Printmaker, Artist, Friend, Sally Piller

Miscellaneous
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Sally Piller in the Flint Hills

Yesterday a friend updated a group on Sally’s health status, so I knew she was in hospice. But upon hearing of her passing, a somber cloud settled around me. Now her delightful presence and fun company will be only a memory. Described as a force, Sally was willing to jump headlong into whatever project captured her imagination. She was a skilled artist who produced superb work; strong, beautiful prints. One of the reasons I love and will always admire Sally, is the way she made me feel about myself and my work. She lifted my spirit with her attitude. I bet she’s pissed about dying before she was ready and, frankly, I’m a little pissed too. Sally’s work can be seen here.

Good Gallery, Bad Gallery

Miscellaneous

Good Gallery: I’m bemoaning the passing of a local art venue, 6 Gallery. The recent rains caused the exhibit space to flood and no alternative, affordable  downtown venue could be found. 6 Gallery was created by a conscientious, honest and talented woman, Sally Piller.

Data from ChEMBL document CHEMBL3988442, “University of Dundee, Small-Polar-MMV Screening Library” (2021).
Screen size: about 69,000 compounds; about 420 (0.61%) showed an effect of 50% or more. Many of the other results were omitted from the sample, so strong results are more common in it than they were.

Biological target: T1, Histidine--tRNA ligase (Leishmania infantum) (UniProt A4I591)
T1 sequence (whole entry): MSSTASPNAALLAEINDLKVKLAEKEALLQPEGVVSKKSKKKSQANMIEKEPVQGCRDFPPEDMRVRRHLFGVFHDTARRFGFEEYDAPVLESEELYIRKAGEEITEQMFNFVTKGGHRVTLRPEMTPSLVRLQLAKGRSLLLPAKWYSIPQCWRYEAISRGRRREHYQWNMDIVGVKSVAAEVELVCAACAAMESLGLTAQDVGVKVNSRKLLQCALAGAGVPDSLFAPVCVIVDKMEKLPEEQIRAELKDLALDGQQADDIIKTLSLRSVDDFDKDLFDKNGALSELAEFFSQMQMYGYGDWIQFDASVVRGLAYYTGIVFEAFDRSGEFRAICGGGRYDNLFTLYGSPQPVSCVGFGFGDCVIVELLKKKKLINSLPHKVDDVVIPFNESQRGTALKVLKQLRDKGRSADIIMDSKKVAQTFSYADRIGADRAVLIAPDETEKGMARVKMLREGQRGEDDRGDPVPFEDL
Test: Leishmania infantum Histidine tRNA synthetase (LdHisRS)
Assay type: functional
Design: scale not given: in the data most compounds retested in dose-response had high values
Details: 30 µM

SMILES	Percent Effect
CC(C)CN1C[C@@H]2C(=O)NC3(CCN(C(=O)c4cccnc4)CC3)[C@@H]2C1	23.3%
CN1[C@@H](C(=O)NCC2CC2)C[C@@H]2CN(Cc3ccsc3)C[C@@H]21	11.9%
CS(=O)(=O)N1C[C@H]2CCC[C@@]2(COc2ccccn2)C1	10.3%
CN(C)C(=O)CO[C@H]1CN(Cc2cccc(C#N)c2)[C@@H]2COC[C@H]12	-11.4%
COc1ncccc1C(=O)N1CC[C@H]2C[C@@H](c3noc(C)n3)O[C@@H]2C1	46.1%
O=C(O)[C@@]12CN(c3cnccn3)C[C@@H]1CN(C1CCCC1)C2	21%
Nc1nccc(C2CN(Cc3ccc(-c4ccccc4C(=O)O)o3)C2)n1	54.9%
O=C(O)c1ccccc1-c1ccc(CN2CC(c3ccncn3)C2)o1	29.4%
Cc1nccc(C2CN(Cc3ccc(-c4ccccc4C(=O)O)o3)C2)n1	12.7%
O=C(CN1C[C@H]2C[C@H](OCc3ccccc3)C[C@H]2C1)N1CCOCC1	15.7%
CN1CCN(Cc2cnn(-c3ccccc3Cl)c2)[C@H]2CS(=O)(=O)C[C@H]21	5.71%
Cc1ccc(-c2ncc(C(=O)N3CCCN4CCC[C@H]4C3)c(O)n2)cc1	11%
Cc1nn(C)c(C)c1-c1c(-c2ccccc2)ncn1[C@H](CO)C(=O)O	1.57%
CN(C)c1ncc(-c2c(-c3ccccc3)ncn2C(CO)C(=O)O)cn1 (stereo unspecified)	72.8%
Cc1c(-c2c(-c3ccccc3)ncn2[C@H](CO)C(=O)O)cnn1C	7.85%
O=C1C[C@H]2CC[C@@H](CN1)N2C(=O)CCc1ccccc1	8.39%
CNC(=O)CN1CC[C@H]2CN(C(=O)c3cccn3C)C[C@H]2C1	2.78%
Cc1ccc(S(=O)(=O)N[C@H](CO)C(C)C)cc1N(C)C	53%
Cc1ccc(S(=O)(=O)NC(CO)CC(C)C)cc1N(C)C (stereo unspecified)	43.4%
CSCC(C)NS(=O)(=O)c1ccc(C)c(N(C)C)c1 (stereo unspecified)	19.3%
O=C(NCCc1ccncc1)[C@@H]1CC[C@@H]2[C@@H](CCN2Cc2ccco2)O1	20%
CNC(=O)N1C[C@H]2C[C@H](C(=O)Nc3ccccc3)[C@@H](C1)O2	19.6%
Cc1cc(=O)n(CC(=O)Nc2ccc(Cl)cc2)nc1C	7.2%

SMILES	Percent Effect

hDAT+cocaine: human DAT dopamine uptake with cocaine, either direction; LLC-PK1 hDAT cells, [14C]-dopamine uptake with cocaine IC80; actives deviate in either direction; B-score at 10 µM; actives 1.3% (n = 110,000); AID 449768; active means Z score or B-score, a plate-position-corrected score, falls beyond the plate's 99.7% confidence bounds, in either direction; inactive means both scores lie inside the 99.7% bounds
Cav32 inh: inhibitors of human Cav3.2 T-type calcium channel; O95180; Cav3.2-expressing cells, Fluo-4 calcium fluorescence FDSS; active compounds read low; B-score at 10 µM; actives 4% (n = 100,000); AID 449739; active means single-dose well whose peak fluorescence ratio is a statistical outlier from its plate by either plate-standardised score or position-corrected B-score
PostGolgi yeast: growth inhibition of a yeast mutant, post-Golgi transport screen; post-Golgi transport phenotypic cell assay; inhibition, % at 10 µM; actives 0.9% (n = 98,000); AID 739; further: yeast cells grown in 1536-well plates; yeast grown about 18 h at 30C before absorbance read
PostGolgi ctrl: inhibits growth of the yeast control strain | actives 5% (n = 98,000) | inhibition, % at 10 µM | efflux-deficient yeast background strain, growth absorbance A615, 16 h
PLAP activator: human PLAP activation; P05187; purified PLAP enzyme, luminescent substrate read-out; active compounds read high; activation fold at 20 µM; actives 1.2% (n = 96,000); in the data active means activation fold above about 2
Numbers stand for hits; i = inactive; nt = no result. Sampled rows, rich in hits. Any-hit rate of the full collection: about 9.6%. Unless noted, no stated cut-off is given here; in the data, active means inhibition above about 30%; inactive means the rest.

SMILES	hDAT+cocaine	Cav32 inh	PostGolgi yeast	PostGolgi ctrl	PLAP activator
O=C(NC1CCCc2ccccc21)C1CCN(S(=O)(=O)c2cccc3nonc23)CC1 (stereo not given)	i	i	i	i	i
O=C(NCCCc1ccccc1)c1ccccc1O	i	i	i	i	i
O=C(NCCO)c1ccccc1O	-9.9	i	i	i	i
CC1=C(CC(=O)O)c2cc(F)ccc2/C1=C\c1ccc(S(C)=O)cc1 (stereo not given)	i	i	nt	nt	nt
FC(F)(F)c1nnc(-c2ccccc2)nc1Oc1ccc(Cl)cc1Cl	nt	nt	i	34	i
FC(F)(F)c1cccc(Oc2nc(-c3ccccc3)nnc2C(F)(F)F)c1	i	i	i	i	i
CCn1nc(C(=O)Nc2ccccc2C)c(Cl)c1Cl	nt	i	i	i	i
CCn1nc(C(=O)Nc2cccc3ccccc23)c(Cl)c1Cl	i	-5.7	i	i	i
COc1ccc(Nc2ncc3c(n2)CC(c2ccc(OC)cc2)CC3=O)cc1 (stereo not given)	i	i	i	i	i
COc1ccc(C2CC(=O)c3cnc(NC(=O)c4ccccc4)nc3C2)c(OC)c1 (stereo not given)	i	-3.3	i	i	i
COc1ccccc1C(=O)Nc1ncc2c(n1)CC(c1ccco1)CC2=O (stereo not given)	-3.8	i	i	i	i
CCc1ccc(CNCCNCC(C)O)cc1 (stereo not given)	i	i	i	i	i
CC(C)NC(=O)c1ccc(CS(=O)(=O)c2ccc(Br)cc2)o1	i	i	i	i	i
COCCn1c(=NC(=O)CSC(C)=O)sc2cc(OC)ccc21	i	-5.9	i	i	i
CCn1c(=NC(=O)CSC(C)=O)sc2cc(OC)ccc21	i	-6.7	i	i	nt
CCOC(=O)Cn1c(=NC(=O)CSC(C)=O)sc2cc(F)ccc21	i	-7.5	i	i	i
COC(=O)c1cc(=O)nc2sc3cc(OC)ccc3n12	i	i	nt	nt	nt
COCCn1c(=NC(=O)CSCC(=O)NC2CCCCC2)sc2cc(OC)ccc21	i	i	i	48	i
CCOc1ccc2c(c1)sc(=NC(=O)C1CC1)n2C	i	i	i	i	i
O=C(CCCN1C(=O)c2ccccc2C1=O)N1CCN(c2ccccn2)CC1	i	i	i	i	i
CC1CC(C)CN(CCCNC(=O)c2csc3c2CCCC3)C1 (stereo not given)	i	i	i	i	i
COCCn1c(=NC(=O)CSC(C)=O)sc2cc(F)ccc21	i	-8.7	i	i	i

A Bad Gallery Experience: A gallery in Aspen asked for two paintings, Romance and Red Wine and Chocolates. Janet Fish was having an exhibit and my work would give art buyers a less expensive alternative.  I was thrilled, and so crated and shipped the paintings. Months passed and there was no communication.  A year passed. On a trip to Aspen, I found the gallery had moved, but was still operational, though closed. Later that year, a friend in Glenwood Spring let me know the gallery had gone out of business. Still no phone calls or mail answered. I sent a final letter with “address correction requested”. The new address was in New Mexico. Two years after the gallery rec’d my paintings,  I knocked on a door in Santa Fe, not far off the square.  My 6″2″ muscled brother stood next to me in front of the door. He said out the side of his mouth, “Is this person really old?” No. “There’s a woman using a walker coming to the door.” The mother. Her son would be back in two hours. My brother and I fortified ourselves and returned. The gallery owner answered the door, and didn’t recognize me or my name initially. Then just said, “Follow me.” We drove to a storage unit where he pulled out my paintings. We loaded them up. He said, “I’m sorry.” I said, “You certainly are.”